Laminate flooring is often used in place of hardwood flooring as a more cost-friendly option. Laminate is a good option for electric in-floor heating because, unlike hardwood flooring, it won’t expand or contract due to repeated temperature changes. 

Laminate is thinner than other types of flooring, which means it can heat up quicker, but this means it will also cool down quicker. 

It’s also important to note that laminate is more susceptible to water damage and, therefore, is not the best option for hydronic radiant in-floor heating because repairs for a leak could mean replacing the entire heating system and the flooring. 

Laminate flooring has an average cost of $6 to $14 per square foot.


Vinyl flooring is not quite as efficient as tile at conducting heat. But because vinyl has thin layers, they are quicker to warm up and cool down. Vinyl flooring is also waterproof, making it a good option for hydronic radiant in-floor heating systems. 

DIY-ers often use vinyl flooring because a lot of vinyl flooring is click-lock and doesn’t require adhesives or staples, making it easier to install. 

Vinyl floor planks are slightly more susceptible to warping under extreme heat, so the temperature should be kept under 80 degrees Fahrenheit. Additionally, the vinyl planks should not be thicker than 5 millimeters in order to transfer heat efficiently. 

The cost of vinyl flooring is much less expensive than other flooring materials. The average cost for vinyl flooring is between $2 and $10 per square foot, depending on whether or not it’s luxury vinyl planks, which are slightly more expensive. Luxury vinyl planks are a bit thicker, feel softer underfoot, and have better noise-blocking properties than non-luxury vinyl planks.

Vinyl sheet flooring — as opposed to plank flooring — can be as inexpensive as $0.50 per square foot.


Linoleum is another thin flooring option that allows floors to heat up relatively quickly. It’s a good option for rooms that get especially cold — the wood content in the laminate base combined with foam underlayment makes it feel warm and comfortable underfoot.

However, it’s best to consider another option if you’re going with a hydronic radiant in-floor heating system. If a leak occurred in the heating system, it would most likely damage the linoleum.

The average price of linoleum flooring is between $5 and $7 per square foot for sheets and $3 to $5 per square foot for tiles.

Best Thermostats for Radiant In-Floor Heating Systems

Both smart and programmable thermostats have their benefits, depending on your lifestyle. However, a smart thermostat offers the most flexibility and control.

Smart Thermostat

A smart in-floor thermostat is Wi-Fi enabled and can be controlled remotely from an app on your phone or tablet. Many smart thermostats also have geofencing capabilities, giving you the ability to have the heat automatically turn on when you get near home and turn off when you leave.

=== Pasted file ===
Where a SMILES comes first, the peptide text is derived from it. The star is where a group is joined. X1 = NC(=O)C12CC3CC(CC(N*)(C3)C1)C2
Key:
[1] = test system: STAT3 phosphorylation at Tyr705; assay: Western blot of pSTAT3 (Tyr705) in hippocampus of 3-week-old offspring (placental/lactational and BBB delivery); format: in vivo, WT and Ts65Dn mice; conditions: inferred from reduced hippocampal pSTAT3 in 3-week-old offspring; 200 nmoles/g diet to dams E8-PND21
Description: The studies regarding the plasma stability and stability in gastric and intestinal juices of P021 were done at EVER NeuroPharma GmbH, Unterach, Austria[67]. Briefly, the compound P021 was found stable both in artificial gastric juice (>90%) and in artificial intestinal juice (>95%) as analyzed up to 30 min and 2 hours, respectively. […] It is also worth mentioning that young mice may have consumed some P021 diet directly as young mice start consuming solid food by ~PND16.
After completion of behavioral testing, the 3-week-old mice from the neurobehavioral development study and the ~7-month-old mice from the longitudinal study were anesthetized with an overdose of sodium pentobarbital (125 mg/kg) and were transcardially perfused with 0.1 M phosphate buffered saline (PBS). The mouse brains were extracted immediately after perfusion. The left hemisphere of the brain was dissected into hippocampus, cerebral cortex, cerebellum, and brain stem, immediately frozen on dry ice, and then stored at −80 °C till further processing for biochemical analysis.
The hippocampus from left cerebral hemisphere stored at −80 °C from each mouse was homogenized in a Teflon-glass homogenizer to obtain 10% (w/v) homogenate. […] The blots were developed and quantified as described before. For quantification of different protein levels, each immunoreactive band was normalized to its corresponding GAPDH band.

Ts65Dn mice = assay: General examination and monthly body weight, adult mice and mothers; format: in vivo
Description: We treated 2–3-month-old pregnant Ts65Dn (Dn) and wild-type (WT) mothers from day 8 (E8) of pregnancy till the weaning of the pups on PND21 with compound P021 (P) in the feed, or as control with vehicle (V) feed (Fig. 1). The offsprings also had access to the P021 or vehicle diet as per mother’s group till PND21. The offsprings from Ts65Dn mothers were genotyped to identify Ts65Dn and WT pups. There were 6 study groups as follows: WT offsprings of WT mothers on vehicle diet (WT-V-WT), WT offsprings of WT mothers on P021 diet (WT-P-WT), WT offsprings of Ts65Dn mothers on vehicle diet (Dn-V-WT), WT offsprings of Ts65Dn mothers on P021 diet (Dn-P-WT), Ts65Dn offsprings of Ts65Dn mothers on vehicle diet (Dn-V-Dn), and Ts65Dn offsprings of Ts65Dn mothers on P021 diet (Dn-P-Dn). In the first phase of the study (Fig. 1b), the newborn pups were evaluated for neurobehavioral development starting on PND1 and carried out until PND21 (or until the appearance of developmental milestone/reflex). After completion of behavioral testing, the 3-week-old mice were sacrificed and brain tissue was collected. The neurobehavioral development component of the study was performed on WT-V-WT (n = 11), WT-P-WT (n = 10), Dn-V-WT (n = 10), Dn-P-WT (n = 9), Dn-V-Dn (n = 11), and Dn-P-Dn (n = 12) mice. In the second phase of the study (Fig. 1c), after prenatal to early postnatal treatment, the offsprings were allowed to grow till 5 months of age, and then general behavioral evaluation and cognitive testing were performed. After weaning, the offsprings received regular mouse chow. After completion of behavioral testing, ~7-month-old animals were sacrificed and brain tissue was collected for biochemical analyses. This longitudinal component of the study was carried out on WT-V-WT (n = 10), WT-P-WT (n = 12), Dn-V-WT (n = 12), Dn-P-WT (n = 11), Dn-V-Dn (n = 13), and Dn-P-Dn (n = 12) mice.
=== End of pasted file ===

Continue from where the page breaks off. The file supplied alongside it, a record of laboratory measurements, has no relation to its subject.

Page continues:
Smart thermostats are designed to learn patterns and behaviors that can help facilitate temperature alterations. For example, if you’re consistently keeping the temperature below 70, a smart thermostat can automatically adjust to that temperature if it gets colder or warmer than that. A smart thermostat also makes it easier to track use and energy efficiency using the data you get from it. 

Mysa is a high-quality smart thermostat that is easy to install. Mysa’s smart thermostat is compatible with most high-voltage electric in-floor heating systems and flooring types. It also:

  • Includes a 10 kOhm Floor Sensor (16 feet / 5 m length)

  • Works with any existing floor sensor between 5 kOhm to 40 kOhm

  • Can control your GFCI for electric radiant in-floor heating

  • Costs just $199 

You can also check your compatibility with Mysa’s thermostats.

Programmable Thermostat

A programmable thermostat lets you set the temperature hours, days, or weeks ahead of time. You can schedule the temperature in your home for each day of the week based on preference or lifestyle. For example, if you’re not home from 9-5 on weekdays, you can set your temperature to be lower than when you are home. 

The biggest difference between these two primary types of thermostats is that you can’t change a programmable thermostat remotely like you can with a smart one. For example, it won’t automatically change the heating settings when the temperature falls or rises. It also doesn’t detect when you arrive home as a smart thermostat does.

Honeywell is a well-known brand of programmable thermostats with several different styles depending on your preference. Some Honeywell programmable thermostats need to be installed by a professional, and some can be installed yourself. Honeywell thermostats range in price from around $70 to over $250.

Design Your Radiant In-Floor Heating System To Be Efficient for Your Home

Every home is different, and each home has different needs. Make your in-floor heating decisions based on how your home and family operate. Start with the type of radiant in-floor heating that suits your house, and then pick the best combination of flooring and thermostat for that type of heating system.  

Each flooring and thermostat option has its own benefits. Make your considerations based on your lifestyle, preferences, the existing layout of your home, and your budget. 

For example, if you’re on the go a lot and want to be able to control your home’s temperature, Mysa’s smart thermostat could be more beneficial because you can alter the temperature from a mobile device and through geofencing. 

Whatever combination you choose, you’re sure to find an in-floor heating solution that works for your home and budget.

by LastSale
by LastSale